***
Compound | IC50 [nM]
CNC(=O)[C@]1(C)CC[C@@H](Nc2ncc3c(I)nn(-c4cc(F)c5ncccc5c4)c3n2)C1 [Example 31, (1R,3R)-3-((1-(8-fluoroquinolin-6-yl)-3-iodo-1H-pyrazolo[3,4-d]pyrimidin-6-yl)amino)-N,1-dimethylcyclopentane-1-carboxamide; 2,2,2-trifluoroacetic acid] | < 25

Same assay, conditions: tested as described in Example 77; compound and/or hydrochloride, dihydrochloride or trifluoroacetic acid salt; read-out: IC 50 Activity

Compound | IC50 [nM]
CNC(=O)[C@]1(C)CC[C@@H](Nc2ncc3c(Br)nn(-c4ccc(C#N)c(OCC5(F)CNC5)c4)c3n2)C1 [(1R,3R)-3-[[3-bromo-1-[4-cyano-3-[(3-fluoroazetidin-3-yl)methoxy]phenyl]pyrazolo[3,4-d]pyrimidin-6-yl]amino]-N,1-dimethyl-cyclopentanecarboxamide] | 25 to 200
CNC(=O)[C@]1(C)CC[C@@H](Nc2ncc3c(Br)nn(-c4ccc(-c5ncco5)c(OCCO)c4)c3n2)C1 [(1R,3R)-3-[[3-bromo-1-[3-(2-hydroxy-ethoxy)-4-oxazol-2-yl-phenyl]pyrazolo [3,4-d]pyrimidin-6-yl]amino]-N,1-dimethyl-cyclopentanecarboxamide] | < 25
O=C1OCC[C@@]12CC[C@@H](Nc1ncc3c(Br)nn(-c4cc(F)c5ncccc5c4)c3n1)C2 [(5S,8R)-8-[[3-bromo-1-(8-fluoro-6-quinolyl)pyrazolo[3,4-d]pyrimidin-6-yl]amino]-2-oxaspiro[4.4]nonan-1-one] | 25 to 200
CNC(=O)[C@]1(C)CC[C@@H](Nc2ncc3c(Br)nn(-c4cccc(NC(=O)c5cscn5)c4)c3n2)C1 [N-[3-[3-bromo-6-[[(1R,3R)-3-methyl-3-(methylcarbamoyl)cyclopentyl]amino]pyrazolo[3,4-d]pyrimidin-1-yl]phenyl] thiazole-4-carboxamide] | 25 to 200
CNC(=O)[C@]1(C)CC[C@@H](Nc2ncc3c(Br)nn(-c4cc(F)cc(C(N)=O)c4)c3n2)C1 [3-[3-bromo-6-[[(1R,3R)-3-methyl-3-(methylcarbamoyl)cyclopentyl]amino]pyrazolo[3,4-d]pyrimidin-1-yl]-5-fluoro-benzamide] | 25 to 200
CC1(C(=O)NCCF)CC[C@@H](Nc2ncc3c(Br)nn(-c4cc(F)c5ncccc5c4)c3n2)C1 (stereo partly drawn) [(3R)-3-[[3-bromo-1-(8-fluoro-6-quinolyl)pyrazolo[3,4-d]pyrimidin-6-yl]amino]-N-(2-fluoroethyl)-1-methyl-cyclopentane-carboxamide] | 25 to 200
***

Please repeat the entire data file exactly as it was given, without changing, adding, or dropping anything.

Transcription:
Compound | IC50 [nM]
CNC(=O)[C@]1(C)CC[C@@H](Nc2ncc3c(I)nn(-c4cc(F)c5ncccc5c4)c3n2)C1 [Example 31, (1R,3R)-3-((1-(8-fluoroquinolin-6-yl)-3-iodo-1H-pyrazolo[3,4-d]pyrimidin-6-yl)amino)-N,1-dimethylcyclopentane-1-carboxamide; 2,2,2-trifluoroacetic acid] | < 25

Same assay, conditions: tested as described in Example 77; compound and/or hydrochloride, dihydrochloride or trifluoroacetic acid salt; read-out: IC 50 Activity

Compound | IC50 [nM]
CNC(=O)[C@]1(C)CC[C@@H](Nc2ncc3c(Br)nn(-c4ccc(C#N)c(OCC5(F)CNC5)c4)c3n2)C1 [(1R,3R)-3-[[3-bromo-1-[4-cyano-3-[(3-fluoroazetidin-3-yl)methoxy]phenyl]pyrazolo[3,4-d]pyrimidin-6-yl]amino]-N,1-dimethyl-cyclopentanecarboxamide] | 25 to 200
CNC(=O)[C@]1(C)CC[C@@H](Nc2ncc3c(Br)nn(-c4ccc(-c5ncco5)c(OCCO)c4)c3n2)C1 [(1R,3R)-3-[[3-bromo-1-[3-(2-hydroxy-ethoxy)-4-oxazol-2-yl-phenyl]pyrazolo [3,4-d]pyrimidin-6-yl]amino]-N,1-dimethyl-cyclopentanecarboxamide] | < 25
O=C1OCC[C@@]12CC[C@@H](Nc1ncc3c(Br)nn(-c4cc(F)c5ncccc5c4)c3n1)C2 [(5S,8R)-8-[[3-bromo-1-(8-fluoro-6-quinolyl)pyrazolo[3,4-d]pyrimidin-6-yl]amino]-2-oxaspiro[4.4]nonan-1-one] | 25 to 200
CNC(=O)[C@]1(C)CC[C@@H](Nc2ncc3c(Br)nn(-c4cccc(NC(=O)c5cscn5)c4)c3n2)C1 [N-[3-[3-bromo-6-[[(1R,3R)-3-methyl-3-(methylcarbamoyl)cyclopentyl]amino]pyrazolo[3,4-d]pyrimidin-1-yl]phenyl] thiazole-4-carboxamide] | 25 to 200
CNC(=O)[C@]1(C)CC[C@@H](Nc2ncc3c(Br)nn(-c4cc(F)cc(C(N)=O)c4)c3n2)C1 [3-[3-bromo-6-[[(1R,3R)-3-methyl-3-(methylcarbamoyl)cyclopentyl]amino]pyrazolo[3,4-d]pyrimidin-1-yl]-5-fluoro-benzamide] | 25 to 200
CC1(C(=O)NCCF)CC[C@@H](Nc2ncc3c(Br)nn(-c4cc(F)c5ncccc5c4)c3n2)C1 (stereo partly drawn) [(3R)-3-[[3-bromo-1-(8-fluoro-6-quinolyl)pyrazolo[3,4-d]pyrimidin-6-yl]amino]-N-(2-fluoroethyl)-1-methyl-cyclopentane-carboxamide] | 25 to 200